Clocking in at only four tracks long, Bon Accord’s third release, the True Delusion EP, released just over one year ago, packs one hell of a wallop. Seemingly composed as a soundtrack to urban planning beneath a cloudless sky, it fills the wide open spaces with daydreaming colors, endless energies, and strong sentiments. Diving right into the thick of it, the EP starts off with the sugary sweet “Glazed”, a bouncy, bubbly electronic jam featuring distinctive shoegazey vocals, corny synth leads, and Pictureplane-esque electric piano. Onward, the tune “Take Comfort” takes a sharp turn downward into a loud, overly emotional nosedive, though never once forsaking the melodramatic synth leads or the self-deprecating vocalization. Tracks like this prove beyond a shadow of a doubt that Hackney’s Michael Wright (Bon Accord) is truly a shoegaze artist in an electronic disguise, akin to Jatun or M83.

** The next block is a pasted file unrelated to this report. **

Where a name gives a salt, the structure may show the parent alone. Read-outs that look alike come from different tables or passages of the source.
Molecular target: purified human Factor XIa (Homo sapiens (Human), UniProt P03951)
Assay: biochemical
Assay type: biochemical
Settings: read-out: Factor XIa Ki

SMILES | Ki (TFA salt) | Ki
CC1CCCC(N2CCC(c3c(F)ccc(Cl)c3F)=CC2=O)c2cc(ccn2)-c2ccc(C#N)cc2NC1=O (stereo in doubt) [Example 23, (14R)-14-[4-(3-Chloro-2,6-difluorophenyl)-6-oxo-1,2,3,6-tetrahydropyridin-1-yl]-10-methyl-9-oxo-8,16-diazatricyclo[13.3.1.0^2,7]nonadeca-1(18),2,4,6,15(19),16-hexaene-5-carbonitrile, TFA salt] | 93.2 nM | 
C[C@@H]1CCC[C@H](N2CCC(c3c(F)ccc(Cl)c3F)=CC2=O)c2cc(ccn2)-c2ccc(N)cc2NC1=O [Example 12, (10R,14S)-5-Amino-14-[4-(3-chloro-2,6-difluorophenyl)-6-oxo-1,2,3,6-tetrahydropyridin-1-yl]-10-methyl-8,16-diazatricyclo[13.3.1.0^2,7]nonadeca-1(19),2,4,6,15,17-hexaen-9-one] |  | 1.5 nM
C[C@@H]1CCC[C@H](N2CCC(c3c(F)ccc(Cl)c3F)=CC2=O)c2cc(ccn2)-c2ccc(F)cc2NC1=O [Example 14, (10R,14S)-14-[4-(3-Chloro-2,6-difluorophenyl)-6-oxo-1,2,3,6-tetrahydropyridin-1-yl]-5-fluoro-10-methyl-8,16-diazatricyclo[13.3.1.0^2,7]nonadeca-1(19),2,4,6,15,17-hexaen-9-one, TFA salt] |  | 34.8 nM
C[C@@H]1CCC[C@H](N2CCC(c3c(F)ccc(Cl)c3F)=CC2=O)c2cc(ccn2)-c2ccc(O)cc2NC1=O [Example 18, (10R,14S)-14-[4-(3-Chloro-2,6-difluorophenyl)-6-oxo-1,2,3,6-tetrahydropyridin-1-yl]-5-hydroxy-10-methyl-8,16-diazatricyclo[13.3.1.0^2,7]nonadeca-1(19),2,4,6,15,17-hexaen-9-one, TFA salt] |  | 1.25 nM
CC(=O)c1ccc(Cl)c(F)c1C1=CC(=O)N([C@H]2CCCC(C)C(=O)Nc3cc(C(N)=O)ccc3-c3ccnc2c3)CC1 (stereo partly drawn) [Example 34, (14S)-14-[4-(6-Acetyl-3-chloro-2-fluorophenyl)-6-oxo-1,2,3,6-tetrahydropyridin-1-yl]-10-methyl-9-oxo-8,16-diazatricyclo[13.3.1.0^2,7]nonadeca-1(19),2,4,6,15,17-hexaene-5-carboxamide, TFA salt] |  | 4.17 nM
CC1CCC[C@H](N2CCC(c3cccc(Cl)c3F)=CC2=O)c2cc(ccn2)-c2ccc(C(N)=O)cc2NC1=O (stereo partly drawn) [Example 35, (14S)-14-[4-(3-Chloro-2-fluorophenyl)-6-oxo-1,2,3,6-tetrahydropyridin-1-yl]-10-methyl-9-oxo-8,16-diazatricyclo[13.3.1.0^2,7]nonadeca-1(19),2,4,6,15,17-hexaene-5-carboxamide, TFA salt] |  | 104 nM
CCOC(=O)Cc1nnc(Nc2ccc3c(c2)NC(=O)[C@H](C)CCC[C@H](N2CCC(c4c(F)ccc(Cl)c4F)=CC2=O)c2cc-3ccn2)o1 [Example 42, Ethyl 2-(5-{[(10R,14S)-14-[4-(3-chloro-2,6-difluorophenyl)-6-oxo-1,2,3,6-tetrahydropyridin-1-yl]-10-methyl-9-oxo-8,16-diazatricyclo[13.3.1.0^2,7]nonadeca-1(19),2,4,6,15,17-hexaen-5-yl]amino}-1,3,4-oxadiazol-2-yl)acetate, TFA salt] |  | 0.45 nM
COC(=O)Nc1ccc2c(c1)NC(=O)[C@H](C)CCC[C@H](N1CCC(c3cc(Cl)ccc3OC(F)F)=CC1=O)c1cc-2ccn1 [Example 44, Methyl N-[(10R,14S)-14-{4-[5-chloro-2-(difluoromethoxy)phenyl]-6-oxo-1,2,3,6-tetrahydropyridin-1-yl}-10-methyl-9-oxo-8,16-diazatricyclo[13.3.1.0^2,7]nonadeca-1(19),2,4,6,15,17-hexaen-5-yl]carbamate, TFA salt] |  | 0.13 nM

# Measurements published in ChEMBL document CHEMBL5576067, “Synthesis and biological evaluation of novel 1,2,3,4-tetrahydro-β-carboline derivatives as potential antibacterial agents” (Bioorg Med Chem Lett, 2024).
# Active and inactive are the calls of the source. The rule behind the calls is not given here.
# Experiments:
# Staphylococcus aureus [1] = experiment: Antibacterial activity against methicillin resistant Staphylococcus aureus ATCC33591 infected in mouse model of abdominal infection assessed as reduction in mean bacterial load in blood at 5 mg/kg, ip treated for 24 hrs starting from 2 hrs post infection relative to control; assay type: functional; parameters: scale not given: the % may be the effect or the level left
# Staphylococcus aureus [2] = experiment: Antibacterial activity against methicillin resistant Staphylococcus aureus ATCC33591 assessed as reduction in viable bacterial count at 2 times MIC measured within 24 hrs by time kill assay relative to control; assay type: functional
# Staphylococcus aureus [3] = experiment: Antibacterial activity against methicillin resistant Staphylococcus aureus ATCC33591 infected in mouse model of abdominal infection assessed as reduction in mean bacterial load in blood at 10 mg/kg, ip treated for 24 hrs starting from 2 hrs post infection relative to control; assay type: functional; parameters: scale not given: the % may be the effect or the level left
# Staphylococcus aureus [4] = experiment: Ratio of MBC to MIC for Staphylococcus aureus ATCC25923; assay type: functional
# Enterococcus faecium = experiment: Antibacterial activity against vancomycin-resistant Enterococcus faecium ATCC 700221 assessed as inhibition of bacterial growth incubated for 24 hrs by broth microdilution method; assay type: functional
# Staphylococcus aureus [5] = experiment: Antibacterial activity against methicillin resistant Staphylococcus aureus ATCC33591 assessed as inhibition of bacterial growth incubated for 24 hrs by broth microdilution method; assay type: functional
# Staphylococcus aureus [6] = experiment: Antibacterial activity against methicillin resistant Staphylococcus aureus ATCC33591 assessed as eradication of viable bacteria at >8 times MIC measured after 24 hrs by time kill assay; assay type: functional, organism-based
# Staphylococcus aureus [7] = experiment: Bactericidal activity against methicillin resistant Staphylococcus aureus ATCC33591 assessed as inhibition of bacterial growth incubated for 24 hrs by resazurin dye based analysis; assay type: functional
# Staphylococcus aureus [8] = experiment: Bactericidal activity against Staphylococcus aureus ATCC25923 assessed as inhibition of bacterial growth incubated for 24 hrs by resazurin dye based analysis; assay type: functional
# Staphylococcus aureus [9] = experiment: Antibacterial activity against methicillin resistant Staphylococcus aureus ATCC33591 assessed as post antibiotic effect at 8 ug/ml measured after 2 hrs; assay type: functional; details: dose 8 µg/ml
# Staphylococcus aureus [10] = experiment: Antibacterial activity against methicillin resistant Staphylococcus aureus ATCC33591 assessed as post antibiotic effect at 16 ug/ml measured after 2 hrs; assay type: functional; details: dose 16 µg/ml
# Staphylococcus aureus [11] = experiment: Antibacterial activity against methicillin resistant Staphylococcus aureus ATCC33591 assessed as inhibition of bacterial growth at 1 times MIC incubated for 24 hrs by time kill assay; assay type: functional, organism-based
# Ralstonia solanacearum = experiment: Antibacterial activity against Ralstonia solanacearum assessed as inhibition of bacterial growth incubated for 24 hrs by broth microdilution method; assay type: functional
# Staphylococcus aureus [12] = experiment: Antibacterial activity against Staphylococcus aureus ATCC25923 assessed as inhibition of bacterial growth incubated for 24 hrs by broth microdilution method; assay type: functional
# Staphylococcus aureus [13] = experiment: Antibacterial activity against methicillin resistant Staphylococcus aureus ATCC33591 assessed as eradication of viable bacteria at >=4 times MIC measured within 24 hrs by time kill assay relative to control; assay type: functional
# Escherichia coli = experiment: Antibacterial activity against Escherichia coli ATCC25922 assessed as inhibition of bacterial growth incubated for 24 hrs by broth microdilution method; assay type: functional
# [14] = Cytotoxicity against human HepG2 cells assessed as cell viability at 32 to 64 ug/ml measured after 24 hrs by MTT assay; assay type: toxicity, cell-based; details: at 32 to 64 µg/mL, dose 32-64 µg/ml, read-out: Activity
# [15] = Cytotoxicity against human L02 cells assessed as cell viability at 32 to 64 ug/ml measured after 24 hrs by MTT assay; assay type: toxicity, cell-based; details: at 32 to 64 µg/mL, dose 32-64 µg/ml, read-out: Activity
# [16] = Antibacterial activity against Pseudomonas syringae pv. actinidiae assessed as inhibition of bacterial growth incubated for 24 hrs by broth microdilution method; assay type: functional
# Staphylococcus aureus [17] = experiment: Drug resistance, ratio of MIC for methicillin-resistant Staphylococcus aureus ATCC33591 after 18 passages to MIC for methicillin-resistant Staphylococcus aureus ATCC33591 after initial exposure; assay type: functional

The fireworks really happen with the title track, though, which is featured above. Upon the first listen, the audience is fooled by the ambient intro and the gentle vocal sample, only to get whiplashed back into attention by chillwave’s version of the eponymous “wall of sound”. Saccharine as the electronics may sound, “True Delusion” is an emo masterpiece, the bass hitting hard, and the harmonizing vocals mixed perfectly. A twang or two of guitar chimes in just over halfway through before the chillgaze waves crash back into themselves all over again. A lengthy outro track, “Late”, then closes the book just as quickly as it was opened. A flashy showing of sentimental synths, prominent basslines, and ghostly vocals bring Bon Accord’s True Delusion EP to a slow-coming close. Beneath the surface of the whiz-bang-pow effect of this tragically short release is an aching heart that thankfully still has enough adrenaline to get up and make music. The best part of this brilliant collection of electronic music? It’s entirely free. Do tha right thing, and grab your free copy of Bon Accord’s True Delusion EP, my fifth favorite release this past year, at his Bandcamp page. See if its digital strains don’t inspire some heavy hearts and lumpy throats within your social circle.